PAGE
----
Ezra Haber Glenn is a Lecturer in the Department of Urban Studies and Planning at MIT, where he teaches courses in Quantitative Reasoning and Statistical Methods and the Practice of Community Development. Prior to this position he worked in local government in Massachusetts, including service as Director of Community Development for the City of Lawrence, Director of Planning and Development for the City of Somerville, and over five years as a land use planning consultant working in zoning, community planning, affordable housing, and environmental protection. In 2002 he was named a member of the American Institute of Certified Planners (AICP).
He is the founder and Executive Director of Public Planning, Research, and Implementation, a 501(c)3 nonprofit corporation established in 2002 to provide research and consulting services to public and nonprofit organizations. He has written dozens of plans for local and regional governments (master/comprehensive plans, open space and recreation plans, affordable housing production plans, etc.), as well as a wide variety of reports, studies, and other planning documents and scholarly articles on the practice of local planning and community development. In his hometown, he is the President of the Board of Directors of the Somerville Community Corporation.
Others have written—and I’m sure will continue to write—with more enthusiasm and hyperbole about the ways that new web portals and mobile apps are changing the landscape of public participation and responsive city planning: it seems that we are constantly being showered (or perhaps barraged?) with fun new social media… read more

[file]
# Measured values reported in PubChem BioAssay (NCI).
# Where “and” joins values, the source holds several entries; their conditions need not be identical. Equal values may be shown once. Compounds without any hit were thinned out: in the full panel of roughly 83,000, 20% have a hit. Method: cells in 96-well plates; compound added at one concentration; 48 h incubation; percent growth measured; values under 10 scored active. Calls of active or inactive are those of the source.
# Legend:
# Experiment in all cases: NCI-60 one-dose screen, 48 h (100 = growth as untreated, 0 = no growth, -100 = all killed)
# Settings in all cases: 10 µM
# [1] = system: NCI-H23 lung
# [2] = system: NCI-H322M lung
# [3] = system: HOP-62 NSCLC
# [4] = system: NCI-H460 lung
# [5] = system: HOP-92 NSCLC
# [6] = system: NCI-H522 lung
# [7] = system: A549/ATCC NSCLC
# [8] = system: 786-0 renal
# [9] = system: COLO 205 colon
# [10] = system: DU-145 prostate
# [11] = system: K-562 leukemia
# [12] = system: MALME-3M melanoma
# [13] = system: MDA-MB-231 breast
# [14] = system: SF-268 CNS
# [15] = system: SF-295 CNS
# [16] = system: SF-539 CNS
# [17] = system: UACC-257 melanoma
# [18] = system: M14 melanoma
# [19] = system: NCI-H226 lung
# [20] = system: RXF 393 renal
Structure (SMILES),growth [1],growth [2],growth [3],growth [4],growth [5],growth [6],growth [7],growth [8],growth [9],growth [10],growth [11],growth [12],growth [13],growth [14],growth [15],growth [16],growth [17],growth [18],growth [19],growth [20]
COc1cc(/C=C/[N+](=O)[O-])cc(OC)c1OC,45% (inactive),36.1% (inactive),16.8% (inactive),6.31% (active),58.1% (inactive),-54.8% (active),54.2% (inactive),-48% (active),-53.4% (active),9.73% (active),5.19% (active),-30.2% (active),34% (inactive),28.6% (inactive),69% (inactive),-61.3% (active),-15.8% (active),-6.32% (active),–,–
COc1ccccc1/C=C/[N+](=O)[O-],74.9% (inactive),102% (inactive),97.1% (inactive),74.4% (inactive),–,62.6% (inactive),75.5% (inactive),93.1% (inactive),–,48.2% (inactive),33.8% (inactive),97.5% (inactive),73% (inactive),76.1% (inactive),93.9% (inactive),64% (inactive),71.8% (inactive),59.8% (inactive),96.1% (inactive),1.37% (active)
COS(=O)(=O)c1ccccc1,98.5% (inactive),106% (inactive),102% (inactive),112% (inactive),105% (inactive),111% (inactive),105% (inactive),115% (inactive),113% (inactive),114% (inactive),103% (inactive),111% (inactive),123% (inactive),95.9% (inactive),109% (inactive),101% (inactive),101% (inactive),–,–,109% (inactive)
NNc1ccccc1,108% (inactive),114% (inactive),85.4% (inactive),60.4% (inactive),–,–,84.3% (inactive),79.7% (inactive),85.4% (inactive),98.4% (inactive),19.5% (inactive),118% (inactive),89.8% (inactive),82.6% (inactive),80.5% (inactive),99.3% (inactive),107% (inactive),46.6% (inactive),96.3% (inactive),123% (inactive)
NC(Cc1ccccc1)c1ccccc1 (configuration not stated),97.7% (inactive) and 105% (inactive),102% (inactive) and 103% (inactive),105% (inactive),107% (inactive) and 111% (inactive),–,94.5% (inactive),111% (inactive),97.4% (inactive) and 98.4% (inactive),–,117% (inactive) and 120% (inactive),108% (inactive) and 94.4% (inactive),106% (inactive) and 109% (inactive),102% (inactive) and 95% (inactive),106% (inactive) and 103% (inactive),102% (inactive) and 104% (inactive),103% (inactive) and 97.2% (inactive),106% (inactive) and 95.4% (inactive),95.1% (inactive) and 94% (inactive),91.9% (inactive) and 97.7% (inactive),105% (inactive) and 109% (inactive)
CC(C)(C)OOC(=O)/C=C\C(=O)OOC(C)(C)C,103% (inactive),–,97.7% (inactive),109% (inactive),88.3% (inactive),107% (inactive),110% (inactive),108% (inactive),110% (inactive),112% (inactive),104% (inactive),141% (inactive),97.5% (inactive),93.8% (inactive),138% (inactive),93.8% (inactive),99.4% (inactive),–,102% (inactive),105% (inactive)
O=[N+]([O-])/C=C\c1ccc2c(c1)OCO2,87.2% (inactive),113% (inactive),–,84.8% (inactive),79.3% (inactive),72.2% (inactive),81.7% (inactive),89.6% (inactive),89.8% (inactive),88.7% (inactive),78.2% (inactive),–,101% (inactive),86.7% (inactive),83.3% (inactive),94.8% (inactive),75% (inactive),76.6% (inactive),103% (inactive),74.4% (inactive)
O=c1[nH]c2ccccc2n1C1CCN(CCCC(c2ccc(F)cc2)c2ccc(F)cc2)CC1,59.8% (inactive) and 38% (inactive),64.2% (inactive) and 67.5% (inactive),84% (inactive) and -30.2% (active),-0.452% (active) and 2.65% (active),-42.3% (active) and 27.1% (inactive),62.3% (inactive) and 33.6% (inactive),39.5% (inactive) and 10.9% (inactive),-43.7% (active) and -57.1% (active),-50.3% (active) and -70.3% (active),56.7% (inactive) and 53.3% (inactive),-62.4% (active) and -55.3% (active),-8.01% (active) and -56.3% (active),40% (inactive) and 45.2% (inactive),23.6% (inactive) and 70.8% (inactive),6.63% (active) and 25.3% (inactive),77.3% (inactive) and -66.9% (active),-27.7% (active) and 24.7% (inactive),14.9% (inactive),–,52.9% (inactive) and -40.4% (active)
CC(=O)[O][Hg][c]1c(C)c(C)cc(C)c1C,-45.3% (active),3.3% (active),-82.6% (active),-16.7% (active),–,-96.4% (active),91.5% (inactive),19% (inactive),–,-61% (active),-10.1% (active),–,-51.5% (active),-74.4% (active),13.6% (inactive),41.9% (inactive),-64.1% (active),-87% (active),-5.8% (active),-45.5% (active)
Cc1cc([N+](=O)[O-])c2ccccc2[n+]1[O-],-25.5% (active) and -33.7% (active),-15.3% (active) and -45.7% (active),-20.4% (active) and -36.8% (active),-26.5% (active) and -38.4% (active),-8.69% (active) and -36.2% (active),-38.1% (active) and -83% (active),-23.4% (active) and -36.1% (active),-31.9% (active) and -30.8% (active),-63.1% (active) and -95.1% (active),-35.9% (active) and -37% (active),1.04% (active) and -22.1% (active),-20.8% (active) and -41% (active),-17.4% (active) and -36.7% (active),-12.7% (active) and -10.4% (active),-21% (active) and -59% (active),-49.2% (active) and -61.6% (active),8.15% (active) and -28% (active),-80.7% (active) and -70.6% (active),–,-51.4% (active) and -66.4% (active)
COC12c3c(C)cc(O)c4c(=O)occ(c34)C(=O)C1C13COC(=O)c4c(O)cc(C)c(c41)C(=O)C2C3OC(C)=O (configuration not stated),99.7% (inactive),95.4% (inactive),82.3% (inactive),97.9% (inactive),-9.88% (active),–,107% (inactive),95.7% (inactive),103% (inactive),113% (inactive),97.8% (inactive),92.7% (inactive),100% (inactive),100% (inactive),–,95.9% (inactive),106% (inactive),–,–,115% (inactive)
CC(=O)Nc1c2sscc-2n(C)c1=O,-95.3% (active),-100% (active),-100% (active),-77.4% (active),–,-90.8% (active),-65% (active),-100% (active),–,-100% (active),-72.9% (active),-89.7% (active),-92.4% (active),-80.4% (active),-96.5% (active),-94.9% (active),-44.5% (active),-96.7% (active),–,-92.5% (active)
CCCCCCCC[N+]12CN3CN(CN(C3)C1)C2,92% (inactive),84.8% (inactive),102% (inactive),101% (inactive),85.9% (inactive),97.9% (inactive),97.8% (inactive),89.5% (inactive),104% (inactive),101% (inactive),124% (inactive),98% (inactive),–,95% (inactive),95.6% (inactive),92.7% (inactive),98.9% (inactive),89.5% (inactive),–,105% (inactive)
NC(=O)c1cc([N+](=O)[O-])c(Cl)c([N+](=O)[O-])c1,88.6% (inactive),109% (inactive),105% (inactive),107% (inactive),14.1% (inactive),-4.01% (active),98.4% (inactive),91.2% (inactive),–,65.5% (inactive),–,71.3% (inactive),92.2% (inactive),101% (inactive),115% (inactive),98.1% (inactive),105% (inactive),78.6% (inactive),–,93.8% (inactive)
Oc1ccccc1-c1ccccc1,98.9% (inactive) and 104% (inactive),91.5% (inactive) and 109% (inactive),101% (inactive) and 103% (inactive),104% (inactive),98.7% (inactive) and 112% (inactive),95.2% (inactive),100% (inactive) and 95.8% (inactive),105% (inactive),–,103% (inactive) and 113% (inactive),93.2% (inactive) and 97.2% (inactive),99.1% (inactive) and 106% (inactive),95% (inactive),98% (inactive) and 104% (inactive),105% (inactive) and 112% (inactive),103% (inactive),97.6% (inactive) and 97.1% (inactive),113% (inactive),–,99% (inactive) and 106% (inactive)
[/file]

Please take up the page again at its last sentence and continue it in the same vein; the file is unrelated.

I’ve been asked to provide a very quick example of using the acs.R package to conduct a t-test of significance when comparing ACS data from two different geographical areas—so here goes: a quick example. Let’s look at the number of school-age children in different towns on Martha’s Vineyard. There are… read more
Join the MIT Open Source Planning Tools Groups and Zak Rogoff, Campaigns Manager at the Free Software Foundation, to learn about new developments in the world of free software – and discover how you can be part of the movement to create, perfect, and promote the use of free and… read more
Now that the federal government is back on its feet, the Census API is serving up data again, and the acs.R package should work like it was supposed to. For example: > acs.fetch(geo=geo.make(state=25), table.number="B01003") ACS DATA: 2007 -- 2011 ; Estimates w/90% confidence intervals; for different intervals, see confint() B01003_001… read more
Due to the shutdown of the federal government, it appears that many federal websites are down as well, including the Census API (see http://outage.census.gov/closed.txt). As a result, the acs.R package is currently unable to download data – sorry! If you to use acs.fetch or anything related that requires the API,… read more
For those who were unable to attend the recent acs.R webinar (or if you fell asleep halfway through), we’ve posted the complete video, the presentation slides, and the webinar demo script. Enjoy, and thanks again to Ray DiGiacomo and the Orange County R User for hosting this event. read more